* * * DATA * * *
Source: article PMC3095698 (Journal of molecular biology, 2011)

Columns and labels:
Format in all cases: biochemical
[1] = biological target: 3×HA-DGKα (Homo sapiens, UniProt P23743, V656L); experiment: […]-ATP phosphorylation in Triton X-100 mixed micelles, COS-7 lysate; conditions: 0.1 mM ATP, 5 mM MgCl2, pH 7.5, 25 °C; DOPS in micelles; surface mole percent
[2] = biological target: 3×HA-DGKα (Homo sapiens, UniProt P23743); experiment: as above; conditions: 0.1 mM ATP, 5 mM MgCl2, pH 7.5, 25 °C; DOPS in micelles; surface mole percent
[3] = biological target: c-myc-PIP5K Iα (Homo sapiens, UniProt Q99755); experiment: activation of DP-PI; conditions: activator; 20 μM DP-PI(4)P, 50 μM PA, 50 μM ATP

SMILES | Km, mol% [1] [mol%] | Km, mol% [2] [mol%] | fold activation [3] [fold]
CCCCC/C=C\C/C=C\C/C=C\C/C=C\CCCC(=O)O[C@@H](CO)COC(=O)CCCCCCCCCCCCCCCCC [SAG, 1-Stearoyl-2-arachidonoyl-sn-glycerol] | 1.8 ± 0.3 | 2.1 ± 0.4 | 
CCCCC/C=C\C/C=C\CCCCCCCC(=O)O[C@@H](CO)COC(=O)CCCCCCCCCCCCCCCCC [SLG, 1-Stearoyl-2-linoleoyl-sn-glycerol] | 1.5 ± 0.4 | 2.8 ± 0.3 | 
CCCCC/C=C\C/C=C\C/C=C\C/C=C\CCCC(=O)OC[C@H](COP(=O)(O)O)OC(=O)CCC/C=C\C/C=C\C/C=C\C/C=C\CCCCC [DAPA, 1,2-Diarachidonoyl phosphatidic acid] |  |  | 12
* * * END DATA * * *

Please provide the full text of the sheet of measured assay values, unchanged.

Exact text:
Source: article PMC3095698 (Journal of molecular biology, 2011)

Columns and labels:
Format in all cases: biochemical
[1] = biological target: 3×HA-DGKα (Homo sapiens, UniProt P23743, V656L); experiment: […]-ATP phosphorylation in Triton X-100 mixed micelles, COS-7 lysate; conditions: 0.1 mM ATP, 5 mM MgCl2, pH 7.5, 25 °C; DOPS in micelles; surface mole percent
[2] = biological target: 3×HA-DGKα (Homo sapiens, UniProt P23743); experiment: as above; conditions: 0.1 mM ATP, 5 mM MgCl2, pH 7.5, 25 °C; DOPS in micelles; surface mole percent
[3] = biological target: c-myc-PIP5K Iα (Homo sapiens, UniProt Q99755); experiment: activation of DP-PI; conditions: activator; 20 μM DP-PI(4)P, 50 μM PA, 50 μM ATP

SMILES | Km, mol% [1] [mol%] | Km, mol% [2] [mol%] | fold activation [3] [fold]
CCCCC/C=C\C/C=C\C/C=C\C/C=C\CCCC(=O)O[C@@H](CO)COC(=O)CCCCCCCCCCCCCCCCC [SAG, 1-Stearoyl-2-arachidonoyl-sn-glycerol] | 1.8 ± 0.3 | 2.1 ± 0.4 | 
CCCCC/C=C\C/C=C\CCCCCCCC(=O)O[C@@H](CO)COC(=O)CCCCCCCCCCCCCCCCC [SLG, 1-Stearoyl-2-linoleoyl-sn-glycerol] | 1.5 ± 0.4 | 2.8 ± 0.3 | 
CCCCC/C=C\C/C=C\C/C=C\C/C=C\CCCC(=O)OC[C@H](COP(=O)(O)O)OC(=O)CCC/C=C\C/C=C\C/C=C\C/C=C\CCCCC [DAPA, 1,2-Diarachidonoyl phosphatidic acid] |  |  | 12